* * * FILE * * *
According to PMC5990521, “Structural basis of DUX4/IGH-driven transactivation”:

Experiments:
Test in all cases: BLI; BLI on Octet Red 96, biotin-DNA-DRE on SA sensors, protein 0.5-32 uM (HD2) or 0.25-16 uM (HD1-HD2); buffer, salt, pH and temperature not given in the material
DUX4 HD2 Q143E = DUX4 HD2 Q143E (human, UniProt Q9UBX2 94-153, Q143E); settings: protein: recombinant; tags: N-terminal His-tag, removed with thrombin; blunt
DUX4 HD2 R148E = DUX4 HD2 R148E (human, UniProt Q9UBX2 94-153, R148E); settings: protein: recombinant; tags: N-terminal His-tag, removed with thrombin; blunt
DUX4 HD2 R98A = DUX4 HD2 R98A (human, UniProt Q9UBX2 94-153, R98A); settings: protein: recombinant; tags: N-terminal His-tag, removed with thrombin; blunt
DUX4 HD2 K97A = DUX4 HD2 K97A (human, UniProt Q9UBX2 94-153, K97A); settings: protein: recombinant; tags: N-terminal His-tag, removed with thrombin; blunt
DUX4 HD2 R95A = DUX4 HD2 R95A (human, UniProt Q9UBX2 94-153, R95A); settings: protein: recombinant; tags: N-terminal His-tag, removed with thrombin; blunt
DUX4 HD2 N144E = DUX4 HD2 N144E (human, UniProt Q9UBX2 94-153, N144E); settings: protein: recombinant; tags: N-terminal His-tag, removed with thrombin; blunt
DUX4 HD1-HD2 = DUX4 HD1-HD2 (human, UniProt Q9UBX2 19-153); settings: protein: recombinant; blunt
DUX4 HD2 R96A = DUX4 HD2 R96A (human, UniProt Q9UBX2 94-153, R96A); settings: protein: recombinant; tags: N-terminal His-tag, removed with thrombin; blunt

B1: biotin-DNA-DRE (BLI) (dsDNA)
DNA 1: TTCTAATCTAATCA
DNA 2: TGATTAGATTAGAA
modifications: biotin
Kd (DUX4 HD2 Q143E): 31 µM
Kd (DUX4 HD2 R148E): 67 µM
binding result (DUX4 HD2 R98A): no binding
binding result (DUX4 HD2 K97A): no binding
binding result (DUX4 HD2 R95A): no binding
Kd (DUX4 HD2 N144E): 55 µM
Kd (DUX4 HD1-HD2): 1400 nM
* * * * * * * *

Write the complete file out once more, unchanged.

According to PMC5990521, “Structural basis of DUX4/IGH-driven transactivation”:

Experiments:
Test in all cases: BLI; BLI on Octet Red 96, biotin-DNA-DRE on SA sensors, protein 0.5-32 uM (HD2) or 0.25-16 uM (HD1-HD2); buffer, salt, pH and temperature not given in the material
DUX4 HD2 Q143E = DUX4 HD2 Q143E (human, UniProt Q9UBX2 94-153, Q143E); settings: protein: recombinant; tags: N-terminal His-tag, removed with thrombin; blunt
DUX4 HD2 R148E = DUX4 HD2 R148E (human, UniProt Q9UBX2 94-153, R148E); settings: protein: recombinant; tags: N-terminal His-tag, removed with thrombin; blunt
DUX4 HD2 R98A = DUX4 HD2 R98A (human, UniProt Q9UBX2 94-153, R98A); settings: protein: recombinant; tags: N-terminal His-tag, removed with thrombin; blunt
DUX4 HD2 K97A = DUX4 HD2 K97A (human, UniProt Q9UBX2 94-153, K97A); settings: protein: recombinant; tags: N-terminal His-tag, removed with thrombin; blunt
DUX4 HD2 R95A = DUX4 HD2 R95A (human, UniProt Q9UBX2 94-153, R95A); settings: protein: recombinant; tags: N-terminal His-tag, removed with thrombin; blunt
DUX4 HD2 N144E = DUX4 HD2 N144E (human, UniProt Q9UBX2 94-153, N144E); settings: protein: recombinant; tags: N-terminal His-tag, removed with thrombin; blunt
DUX4 HD1-HD2 = DUX4 HD1-HD2 (human, UniProt Q9UBX2 19-153); settings: protein: recombinant; blunt
DUX4 HD2 R96A = DUX4 HD2 R96A (human, UniProt Q9UBX2 94-153, R96A); settings: protein: recombinant; tags: N-terminal His-tag, removed with thrombin; blunt

B1: biotin-DNA-DRE (BLI) (dsDNA)
DNA 1: TTCTAATCTAATCA
DNA 2: TGATTAGATTAGAA
modifications: biotin
Kd (DUX4 HD2 Q143E): 31 µM
Kd (DUX4 HD2 R148E): 67 µM
binding result (DUX4 HD2 R98A): no binding
binding result (DUX4 HD2 K97A): no binding
binding result (DUX4 HD2 R95A): no binding
Kd (DUX4 HD2 N144E): 55 µM
Kd (DUX4 HD1-HD2): 1400 nM